Who Let the Data Out? Who, Who, Who, Who? (Part 1 of 3)

Nowadays, everyone knows how important data is. Who hasn’t seen a sensational news story about a data breach lately? Despite all this public exposure, however, not everyone is qualified to protect organizations against breaches. It takes more than binge-watching a season of Mr. Robot to become a cybersecurity expert, or many of us would be out of a job! In this industry, the right knowledge defends organizations against attack. And to gain it, the six “w” questions are as important as ever: who, what, when, where, why, and how?

To find the answers, Ponemon Institute conducted a seven-nation survey of 1,000 IT decision-makers in financial services, healthcare, government, manufacturing, and retail organizations, to develop benchmarks for data loss prevention incidents, visibility, and maturity. The primary goal of this research was to understand and compare the number of data protection incidents that organizations deal with on a daily basis and the factors that influence this. Aggregating the results from this report, with previous information from the Verizon DBIR and Grand Theft Data: 2015 McAfee Data Exfiltration Study gives us a bird’s eye view on all things DLP.

Rolling in The Deep Takeaways

What were the conclusions? For starters, we’ve confirmed the Wu-Tang saying “cash rules everything around me” to still be true: financial motives are behind 89% of data breaches. This has been an upwards trend since 2013. So organizations with easily-monetized data, such as credit card and payment information, are at higher risk of attack. At the same time, we’re also seeing perpetrators seize more opportunities to profit from other data, such as health records.

In the face of widespread looting, compliance issues are relevant. So far, most companies have focused only on the requirements within their own political and geographical domains. More cooperation could build frameworks for broader monitoring. That would certainly be a good thing, but let’s not get the wrong idea. The report reveals that compliance alone doesn’t correlate to more effective data-loss prevention.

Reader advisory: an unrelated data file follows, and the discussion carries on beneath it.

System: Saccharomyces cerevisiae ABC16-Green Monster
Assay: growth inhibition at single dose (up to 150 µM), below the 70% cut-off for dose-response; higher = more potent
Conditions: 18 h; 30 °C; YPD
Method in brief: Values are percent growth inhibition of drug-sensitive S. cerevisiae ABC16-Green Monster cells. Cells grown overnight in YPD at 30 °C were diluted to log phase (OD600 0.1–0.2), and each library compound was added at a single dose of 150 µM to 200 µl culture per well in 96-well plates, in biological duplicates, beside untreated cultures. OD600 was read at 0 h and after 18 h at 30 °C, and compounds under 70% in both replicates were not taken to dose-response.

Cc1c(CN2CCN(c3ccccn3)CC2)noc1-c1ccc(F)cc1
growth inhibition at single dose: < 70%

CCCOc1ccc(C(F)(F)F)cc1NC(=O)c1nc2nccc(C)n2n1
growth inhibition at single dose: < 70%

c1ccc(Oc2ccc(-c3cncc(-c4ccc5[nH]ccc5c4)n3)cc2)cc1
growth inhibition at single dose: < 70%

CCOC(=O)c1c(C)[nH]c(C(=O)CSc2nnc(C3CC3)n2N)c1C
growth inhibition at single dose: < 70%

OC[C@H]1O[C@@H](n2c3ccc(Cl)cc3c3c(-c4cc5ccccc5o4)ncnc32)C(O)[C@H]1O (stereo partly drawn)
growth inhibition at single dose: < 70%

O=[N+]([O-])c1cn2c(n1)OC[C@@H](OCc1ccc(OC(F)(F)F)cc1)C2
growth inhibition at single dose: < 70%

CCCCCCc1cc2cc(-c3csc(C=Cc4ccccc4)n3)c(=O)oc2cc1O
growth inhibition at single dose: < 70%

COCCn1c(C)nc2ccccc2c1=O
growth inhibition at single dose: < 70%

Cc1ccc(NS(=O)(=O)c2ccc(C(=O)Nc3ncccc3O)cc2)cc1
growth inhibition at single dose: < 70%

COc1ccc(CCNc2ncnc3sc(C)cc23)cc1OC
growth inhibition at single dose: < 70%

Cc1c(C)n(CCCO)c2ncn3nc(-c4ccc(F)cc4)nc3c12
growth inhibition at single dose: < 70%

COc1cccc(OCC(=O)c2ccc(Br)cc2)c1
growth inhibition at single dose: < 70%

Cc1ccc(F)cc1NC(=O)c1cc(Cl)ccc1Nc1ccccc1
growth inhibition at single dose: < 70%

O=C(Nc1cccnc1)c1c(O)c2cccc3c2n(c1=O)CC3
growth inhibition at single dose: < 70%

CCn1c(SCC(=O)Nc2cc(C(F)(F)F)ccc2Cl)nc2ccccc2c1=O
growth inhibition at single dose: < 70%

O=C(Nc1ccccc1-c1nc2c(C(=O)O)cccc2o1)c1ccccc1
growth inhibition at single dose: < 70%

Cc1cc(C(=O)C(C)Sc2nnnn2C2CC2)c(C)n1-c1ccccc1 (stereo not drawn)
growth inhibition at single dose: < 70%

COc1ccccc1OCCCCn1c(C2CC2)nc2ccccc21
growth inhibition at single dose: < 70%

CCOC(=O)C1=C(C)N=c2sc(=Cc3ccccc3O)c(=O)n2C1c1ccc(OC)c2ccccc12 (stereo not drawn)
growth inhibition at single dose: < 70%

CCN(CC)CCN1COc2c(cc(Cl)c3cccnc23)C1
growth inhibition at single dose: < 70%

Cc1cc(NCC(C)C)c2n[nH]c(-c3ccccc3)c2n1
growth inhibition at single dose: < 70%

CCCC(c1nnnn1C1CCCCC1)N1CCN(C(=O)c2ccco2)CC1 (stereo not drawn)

Just Beat It, Or Be Defeated

For cybersecurity teams to successfully secure data, one crucial area needs improvement. Internal teams’ monitoring capabilities are not up to par, and it’s hurting them. Stolen data is often sold or used before companies even notice. In fact, it’s more the norm that third parties like law enforcement discover breaches first.

Who are these eager villains, who look at organizations’ defenses thinking “just beat it?” Most of the time, external perpetrators are behind the deed. Think of nation-states, organized crime rings, and profit-hungry hackers. They’re responsible in 60-80% of cases. As for the other 20-40%, those involve people with access to confidential data. Think of contractors, partners, or employees. While protecting against external threats is clearly the priority, internal security can’t be overlooked either. Regardless of who’s responsible, no one wants to be defeated.

Who Are You? Who, Who?

What do we know about the companies being attacked? Well, if you think cybercriminals prefer to phish for a bigger catch, your hunch is right. Once we examine the median number of incidents for companies of different sizes, the trend is clear. The largest companies see the most incidents (31-50 daily), mid-sized companies experience less (21-30 daily), and smaller companies have the least (11-20 daily).

The size of a company also connects with its geographical identity. Asia-Pacific companies are smaller than the global norm on average. As you’d expect, their median corresponds to 11-20 incidents daily. On the other end of the range, Indian companies, larger than the global average, have a median of 31-50 incidents daily.

Of course, a company’s business also influences its risk. Cybercriminals are more interested in some industries than others. It’s no surprise that financial services are the hardest hit, followed by retail. Since profit is the largest motivator for attacks, we can attribute this to the temptation of payment and financial data for crooks.

However, there’s also good news. The most-threatened industries learn to prepare for threats. When companies were asked to assess how adequate their defenses were, retailers felt the most comfortable, followed by financial and healthcare organizations. Manufacturing companies ranked at the bottom of that list.

Where The Breaches Have No Name

At the end of the day, data breaches aren’t going away anytime soon. Tellingly, the rate of acceleration for speed of compromise is outpacing the rate of acceleration for discovery. While perpetrators only take minutes or hours to crack in, security teams often need days to find out about incidents.

There’s more work to be done. But with the right knowledge, cybersecurity experts can change the tide. Intelligence is the basis for success in our industry. It all starts with knowing the who, what, when, where, why, and how of data breaches. Maybe then, news outlets will find other sensational topics, when the breaches have no names.

Finally, visit us at the upcoming FOCUS security conference at ARIA Resort and Casino in Las Vegas, Nevada. Data protection expert Rob Gresham and Larry Ponemon of the Ponemon Institution will take a deep dive into this research. Catch their talk 11:15am on November 2nd, at Room 7-Pinyon 3.

Stay tuned for the next blog! We’ll discuss types of leaked data, how breaches occur, and employee training tips. Get updates by following @McAfee and @McAfee_Business.

Curious about something? Chat with us on the hashtag #WhoLetTheDataOut. Come on, it’s irresistibly fun to yell “who, who, who” while typing.

See you for the next blog!